• Alyssa: I am just thrilled for you that you’re going! This is marvelous!! I hope you have the most splendid of times and I really can’t wait to read the delightful things you’ll have to say when you get back.
    For now, I’ll hold onto the idea of hygge in my heart and home. (with having just moved into a new house, that might be my word of the year!)
    Enjoy!1 year ago

  • Ali: I can’t wait to see your pictures and hear all about your trip! Have a wonderful time!
    ali
    http://www.40tasks.blogspot.com1 year ago

  • Kate: Wrap up warm as we are going through a real cold spell at the moment. I would recommend taking the train up to Helsingor ( about 30 minutes) and have a look around Hamltet’s castle. A lovely little town with a market and wine museum! You can even take a boat over the sound to Helsingborg, again it only takes a short time.1 year ago

  • Art & Lemons: Have a wonderful trip Sarah! Love the idea of hygge. I don’t have any Copenhagen recommendations (I’ve never been) but saw this Scandinavian dinner party menu on Saveur’s site and thought of you. Can’t wait to read about your trip.

    Here’s the menu link: http://www.saveur.com/article/Menu/Scandinavian-Dinner-Party1 year ago

  • Lien: How exciting. I’m married to a Dane and we were in Copenhagen last July. I’m sure you’ll find it but illums boglihus (next to or across from illums) is Scandinavian homewares mecca. I bought so much stuff in my last trip. Even with the high taxes in Denmark, my favourite brands were still cheaper!1 year ago

  • Lana: One more daaaaaaaaay!!!1 year ago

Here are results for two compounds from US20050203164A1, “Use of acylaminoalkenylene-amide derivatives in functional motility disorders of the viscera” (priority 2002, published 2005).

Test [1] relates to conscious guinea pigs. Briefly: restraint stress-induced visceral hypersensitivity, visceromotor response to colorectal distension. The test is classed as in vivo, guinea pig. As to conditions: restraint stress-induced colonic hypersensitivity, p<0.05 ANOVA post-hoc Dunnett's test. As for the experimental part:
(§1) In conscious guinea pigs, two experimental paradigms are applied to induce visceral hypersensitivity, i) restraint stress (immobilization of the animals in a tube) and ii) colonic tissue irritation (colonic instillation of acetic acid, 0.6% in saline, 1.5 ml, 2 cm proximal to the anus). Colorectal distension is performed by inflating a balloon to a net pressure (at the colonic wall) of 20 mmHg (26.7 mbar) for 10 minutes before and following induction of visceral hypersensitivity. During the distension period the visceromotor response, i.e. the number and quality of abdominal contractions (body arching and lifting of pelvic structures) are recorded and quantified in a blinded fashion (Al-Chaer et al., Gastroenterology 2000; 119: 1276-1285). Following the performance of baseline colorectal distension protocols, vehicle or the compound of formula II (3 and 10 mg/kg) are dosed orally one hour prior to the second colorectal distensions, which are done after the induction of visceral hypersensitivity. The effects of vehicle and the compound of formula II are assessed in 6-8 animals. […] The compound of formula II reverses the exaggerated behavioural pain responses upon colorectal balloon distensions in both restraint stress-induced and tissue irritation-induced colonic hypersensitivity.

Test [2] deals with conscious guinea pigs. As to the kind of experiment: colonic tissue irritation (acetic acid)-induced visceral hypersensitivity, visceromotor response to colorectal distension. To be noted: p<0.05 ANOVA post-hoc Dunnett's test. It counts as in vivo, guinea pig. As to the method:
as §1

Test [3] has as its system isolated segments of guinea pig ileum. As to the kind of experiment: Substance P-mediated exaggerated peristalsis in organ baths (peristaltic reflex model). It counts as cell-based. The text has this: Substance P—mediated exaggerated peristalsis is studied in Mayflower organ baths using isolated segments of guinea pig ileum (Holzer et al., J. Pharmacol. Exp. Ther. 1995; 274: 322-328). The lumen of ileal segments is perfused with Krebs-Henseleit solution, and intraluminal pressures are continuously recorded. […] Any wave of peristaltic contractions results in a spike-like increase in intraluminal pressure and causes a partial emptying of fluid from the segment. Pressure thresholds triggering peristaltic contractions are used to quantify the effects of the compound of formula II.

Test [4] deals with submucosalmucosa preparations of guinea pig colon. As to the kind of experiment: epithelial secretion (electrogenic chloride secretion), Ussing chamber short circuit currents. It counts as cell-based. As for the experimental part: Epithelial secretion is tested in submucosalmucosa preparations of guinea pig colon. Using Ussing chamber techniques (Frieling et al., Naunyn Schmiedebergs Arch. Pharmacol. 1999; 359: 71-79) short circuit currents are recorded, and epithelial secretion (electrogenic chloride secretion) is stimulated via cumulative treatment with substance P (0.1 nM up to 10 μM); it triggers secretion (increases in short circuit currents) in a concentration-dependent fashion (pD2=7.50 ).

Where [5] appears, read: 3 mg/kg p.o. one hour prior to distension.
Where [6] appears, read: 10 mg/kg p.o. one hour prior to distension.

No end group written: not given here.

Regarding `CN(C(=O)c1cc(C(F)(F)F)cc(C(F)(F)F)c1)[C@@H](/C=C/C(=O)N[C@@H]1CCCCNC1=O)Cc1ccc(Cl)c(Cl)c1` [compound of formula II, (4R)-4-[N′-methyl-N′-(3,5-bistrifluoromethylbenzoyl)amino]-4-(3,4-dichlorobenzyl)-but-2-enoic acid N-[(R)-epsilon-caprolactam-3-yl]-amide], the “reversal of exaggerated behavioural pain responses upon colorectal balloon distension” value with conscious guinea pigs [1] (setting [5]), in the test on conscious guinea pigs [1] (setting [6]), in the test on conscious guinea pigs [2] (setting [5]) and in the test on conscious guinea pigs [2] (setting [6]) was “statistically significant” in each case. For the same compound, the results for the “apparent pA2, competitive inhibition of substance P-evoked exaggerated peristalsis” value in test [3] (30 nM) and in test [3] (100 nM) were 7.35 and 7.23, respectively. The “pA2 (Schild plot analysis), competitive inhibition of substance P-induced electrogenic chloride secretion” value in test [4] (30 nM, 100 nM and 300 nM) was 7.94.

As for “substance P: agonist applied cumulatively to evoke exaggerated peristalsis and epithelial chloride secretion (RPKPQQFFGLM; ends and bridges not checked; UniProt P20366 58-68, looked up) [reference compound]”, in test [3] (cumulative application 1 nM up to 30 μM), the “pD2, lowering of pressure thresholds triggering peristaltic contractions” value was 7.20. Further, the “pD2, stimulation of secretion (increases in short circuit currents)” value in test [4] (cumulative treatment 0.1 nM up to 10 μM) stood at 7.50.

• Chiara: So happy for you! It must be really exciting, hope you find lots of inspiration. I was in the Netherlands about a month ago, and was delighted to see how relaxed is life there. Hve a great trip!1 year ago

  • You ladies are amazing, and I’m so touched by all your well-wishing! I have to admit, I haven’t been this excited since I left on my honeymoon! Bag is packed, spirits are high!1 year ago

  • Good Things! | Coffee & Sunshine: [...] I loved this post about Sarah’s Danish dreams and the concept of hygge. My family is Danish and I’m dying to visit and learn more about [...]1 year ago

  • SarahJ: Geez, I sometimes feel as if you’re reading my mind. I’ve been obsessed with the Scandinavian lifestyle. One fun thing: the Swedish tradition of fika: afternoon coffee with cakes. I can’t wait to see what inspiration you bring back!1 year ago

  • Mills: I used to travel for work a lot among the Scandinavian countries, I totally understand the draw. I loved it. Your excitement in this post is contagious and has me itching to go back. Can’t wait to here more about your trip!1 year ago

  • Mills: oops, meant hear and well, if I take the time to correct it, actually, it should be read. ;-)

    have a wonderful time!1 year ago

  • Maggie: Have a wonderful trip! It sounds like you’re in for a wonderful trip. We are planning our first trip to Denmark as well this summer, so I can’t wait to read your advice about places to visit.1 year ago

  • Grounding, Sure-Footed, and Simple « Pink of Perfection: [...] dcopt = "dcopt=ist;"} else {var dcopt = ""} if (17>dctile) document.write('n'); « Danish Dreams, Coming True February 8, 2013 [...]1 year ago

  • When Senses Slide Wide Open « Pink of Perfection: [...] was the heart of my Life Design Inspiration Trip. I kept my eyes open for the sights and flavors that, forgive me if this sounds a tad melodramatic, [...]1 year ago

  • The Best Things on the Internet: March 8 | Gab White: [...] all ooh-ing and ahh-ing over this Danish interior design. Also, I really wish there was an English word for hygge – which means roughly to make an [...]1 year ago

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Let us be grateful to people who make us happy; they are the charming gardeners who make our souls blossom.
- Proust